"It's only used in a moment of resistance," Vaillancourt said. "A moment they need to move."
Vaillancourt, who said she is in favor of the rodeo, said people who do not deal with livestock on a daily basis do not understand how difficult it is to handle 2,000 pound animals.
"A lot of the people come in from the outside and they're not aware of the dangers," she said, adding PRCA is a "well-recognized and well-oiled machine" in the rodeo world.
Barnes said he is used to facing protestors and said most of the time people are protesting a subject or a sport they do not know much about.
"If they talk about the animals being abused, why are they performing so well?" Barnes said Tuesday as he was preparing for the show.
Barnes said the animals, transported 1,200 miles to Atlantic City from Iowa, have to be taken care of because without a healthy animal, they will not be prepared to perform.
"You cannot make an animal perform," he said, adding handlers and animals work together as a family. Barnes said he cares deeply for the animals he deals with and can tell you the specifics about each one: their birth date and genealogy.
No. 1 priority
The ProRodeo livestock guide says "horses and cattles are the No. 1 priority for rodeo stock contractors." Animals used in the rodeos come from "born to buck breeding programs that take the genes of champion bucking horses and bulls and utilize them to breed the next generation of rodeo livestock," states the 20-page booklet.
The Atlantic City Rodeo, which will be governed by PRCA rules and regulations, is an example of "Western entertainment." Barnes said rodeos are successful because the event is "not man against animal, it's man with animal."
Chaifetz, on the other hand, said video shows Barnes and other stock contractors across the country disobeying those rules.
There is a $1,000 fine issued if rodeo personnel break the prodding rule, Schonholtz said. Reports of violations are made by PRCA trained and certified judges, who are trained to not only score riders and rodeo participants, but to spot animal mistreatment.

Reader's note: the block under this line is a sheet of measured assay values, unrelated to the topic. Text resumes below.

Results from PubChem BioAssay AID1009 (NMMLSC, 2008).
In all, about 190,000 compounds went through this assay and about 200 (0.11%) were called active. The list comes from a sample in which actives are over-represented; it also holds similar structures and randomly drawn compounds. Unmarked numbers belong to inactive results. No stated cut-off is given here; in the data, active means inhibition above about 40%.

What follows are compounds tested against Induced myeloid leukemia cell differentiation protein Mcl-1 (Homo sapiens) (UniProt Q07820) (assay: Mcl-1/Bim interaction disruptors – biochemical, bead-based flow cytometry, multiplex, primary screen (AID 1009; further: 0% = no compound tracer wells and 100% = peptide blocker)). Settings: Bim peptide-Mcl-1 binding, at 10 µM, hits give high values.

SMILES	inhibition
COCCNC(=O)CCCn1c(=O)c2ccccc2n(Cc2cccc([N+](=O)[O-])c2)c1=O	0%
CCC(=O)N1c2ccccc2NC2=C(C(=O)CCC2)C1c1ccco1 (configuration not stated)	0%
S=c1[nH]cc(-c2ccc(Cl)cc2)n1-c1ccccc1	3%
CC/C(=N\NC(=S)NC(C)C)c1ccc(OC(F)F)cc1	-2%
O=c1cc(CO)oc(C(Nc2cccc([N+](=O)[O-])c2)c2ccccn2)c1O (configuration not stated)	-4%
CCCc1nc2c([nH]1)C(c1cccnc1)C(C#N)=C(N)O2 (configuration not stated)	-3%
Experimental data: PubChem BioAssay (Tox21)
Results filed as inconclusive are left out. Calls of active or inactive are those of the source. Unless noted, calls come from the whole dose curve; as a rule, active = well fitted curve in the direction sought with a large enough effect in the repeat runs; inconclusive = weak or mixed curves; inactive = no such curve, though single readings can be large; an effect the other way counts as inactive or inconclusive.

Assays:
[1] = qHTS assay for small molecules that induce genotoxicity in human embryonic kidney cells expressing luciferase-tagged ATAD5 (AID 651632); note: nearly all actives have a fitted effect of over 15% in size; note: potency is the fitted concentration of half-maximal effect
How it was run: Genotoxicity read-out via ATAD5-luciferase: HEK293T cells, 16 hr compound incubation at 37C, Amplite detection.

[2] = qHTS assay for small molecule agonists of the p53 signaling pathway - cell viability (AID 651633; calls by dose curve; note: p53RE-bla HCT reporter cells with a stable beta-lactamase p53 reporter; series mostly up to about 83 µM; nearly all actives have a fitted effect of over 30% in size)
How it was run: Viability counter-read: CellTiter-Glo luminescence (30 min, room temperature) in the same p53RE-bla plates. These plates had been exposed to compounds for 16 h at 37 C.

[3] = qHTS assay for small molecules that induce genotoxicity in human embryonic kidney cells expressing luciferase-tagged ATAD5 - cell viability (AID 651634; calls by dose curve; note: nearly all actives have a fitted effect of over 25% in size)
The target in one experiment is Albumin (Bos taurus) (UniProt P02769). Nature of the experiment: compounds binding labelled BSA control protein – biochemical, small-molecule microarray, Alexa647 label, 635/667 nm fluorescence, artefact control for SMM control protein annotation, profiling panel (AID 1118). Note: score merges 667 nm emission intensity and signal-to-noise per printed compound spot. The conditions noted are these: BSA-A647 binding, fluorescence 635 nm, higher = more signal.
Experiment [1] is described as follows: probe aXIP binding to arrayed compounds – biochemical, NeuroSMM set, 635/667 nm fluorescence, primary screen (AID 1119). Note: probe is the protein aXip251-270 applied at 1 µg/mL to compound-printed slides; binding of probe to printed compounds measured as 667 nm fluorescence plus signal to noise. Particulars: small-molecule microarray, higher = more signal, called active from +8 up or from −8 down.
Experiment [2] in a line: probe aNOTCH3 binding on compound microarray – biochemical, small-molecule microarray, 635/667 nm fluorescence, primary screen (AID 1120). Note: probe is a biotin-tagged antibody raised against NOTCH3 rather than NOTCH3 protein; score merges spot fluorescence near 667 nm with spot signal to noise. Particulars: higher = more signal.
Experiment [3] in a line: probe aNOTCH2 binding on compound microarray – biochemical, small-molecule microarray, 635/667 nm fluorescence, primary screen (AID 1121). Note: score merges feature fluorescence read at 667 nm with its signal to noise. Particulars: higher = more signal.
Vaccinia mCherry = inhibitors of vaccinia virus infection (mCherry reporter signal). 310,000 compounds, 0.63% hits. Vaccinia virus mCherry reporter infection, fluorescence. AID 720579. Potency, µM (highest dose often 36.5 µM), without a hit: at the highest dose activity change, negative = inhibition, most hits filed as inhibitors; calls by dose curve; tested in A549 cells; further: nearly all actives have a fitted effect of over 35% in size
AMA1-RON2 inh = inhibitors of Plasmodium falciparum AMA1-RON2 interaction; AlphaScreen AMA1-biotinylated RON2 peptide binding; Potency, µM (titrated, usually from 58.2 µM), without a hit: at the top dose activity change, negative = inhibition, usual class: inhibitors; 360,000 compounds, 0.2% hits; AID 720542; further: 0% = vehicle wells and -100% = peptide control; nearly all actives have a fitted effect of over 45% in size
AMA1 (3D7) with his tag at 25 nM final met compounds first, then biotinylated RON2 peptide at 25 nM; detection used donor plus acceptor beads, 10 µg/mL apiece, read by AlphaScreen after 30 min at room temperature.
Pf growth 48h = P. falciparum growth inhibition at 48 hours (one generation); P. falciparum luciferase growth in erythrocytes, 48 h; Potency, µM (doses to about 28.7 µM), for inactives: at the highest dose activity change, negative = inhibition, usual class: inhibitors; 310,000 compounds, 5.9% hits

Barnes said he has never been fined or disciplined for animal mistreatment by the PRCA and "never will be." The PRCA said it does not disclose member violations.
"I've never had a history of animal abuse in my live, nor will I ever," he said, adding animal abuse is akin to child abuse and verbal abuse to him.
Schonholtz said the scheduled protest is not the first time activists have spoken out against the rodeo or the use of animals for entertainment.
"We're not saying we're perfect," she said. "We know there are groups out there that don't agree with rodeos."
In addition to trained judges, Schonholtz said veterinarians are required to be on-site every day of an event to ensure animal safety and treatment.
Barnes said the strict PRCA rules are why representatives of the Vineland-based South Jersey Equine Associates will be represented at the rodeo every day.
"We don't have doctors on site for the contestants," Barnes said. "But we do have doctors on site for the animals."
Chaifetz said Barnes and PRCA are the center of the storm because they put themselves there by hosting events that involve riding bulls, steering cattle and roping 6-month-old calves.
Even if it is common to prod and rope animals, there's no excuse for causing animals pain, even if it is temporary or short-term, he said.
"It's the normal that's bad," he said. "It's just the normal activity that's the worst."